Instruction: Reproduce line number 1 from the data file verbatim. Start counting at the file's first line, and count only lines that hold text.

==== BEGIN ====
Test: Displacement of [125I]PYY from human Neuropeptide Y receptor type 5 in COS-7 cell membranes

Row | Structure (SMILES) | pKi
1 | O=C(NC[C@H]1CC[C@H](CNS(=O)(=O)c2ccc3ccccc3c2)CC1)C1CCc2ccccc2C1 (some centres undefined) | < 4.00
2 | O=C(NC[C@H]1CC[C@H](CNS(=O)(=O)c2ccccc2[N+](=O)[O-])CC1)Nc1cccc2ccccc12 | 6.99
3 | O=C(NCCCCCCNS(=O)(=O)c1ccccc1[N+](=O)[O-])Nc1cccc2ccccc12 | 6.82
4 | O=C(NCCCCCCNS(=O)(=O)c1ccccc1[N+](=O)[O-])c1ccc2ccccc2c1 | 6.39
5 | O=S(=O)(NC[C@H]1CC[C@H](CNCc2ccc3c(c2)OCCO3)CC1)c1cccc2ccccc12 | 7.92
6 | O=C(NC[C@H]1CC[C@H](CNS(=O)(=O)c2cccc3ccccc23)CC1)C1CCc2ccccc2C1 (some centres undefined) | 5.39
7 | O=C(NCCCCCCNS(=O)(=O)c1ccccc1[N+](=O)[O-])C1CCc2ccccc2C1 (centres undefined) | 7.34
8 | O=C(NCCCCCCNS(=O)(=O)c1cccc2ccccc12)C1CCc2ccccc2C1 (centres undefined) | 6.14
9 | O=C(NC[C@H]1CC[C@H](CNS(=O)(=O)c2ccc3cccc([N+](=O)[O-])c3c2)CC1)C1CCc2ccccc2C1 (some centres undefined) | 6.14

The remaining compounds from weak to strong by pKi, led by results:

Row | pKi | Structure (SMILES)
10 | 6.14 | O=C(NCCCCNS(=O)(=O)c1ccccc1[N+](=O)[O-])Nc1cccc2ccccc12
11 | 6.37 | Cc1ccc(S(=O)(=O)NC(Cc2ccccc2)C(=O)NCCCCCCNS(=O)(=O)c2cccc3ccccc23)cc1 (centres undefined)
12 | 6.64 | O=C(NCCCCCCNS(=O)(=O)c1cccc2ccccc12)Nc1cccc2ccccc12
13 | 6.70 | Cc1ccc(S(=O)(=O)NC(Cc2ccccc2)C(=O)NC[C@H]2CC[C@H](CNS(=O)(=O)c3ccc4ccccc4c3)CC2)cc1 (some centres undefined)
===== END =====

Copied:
Test: Displacement of [125I]PYY from human Neuropeptide Y receptor type 5 in COS-7 cell membranes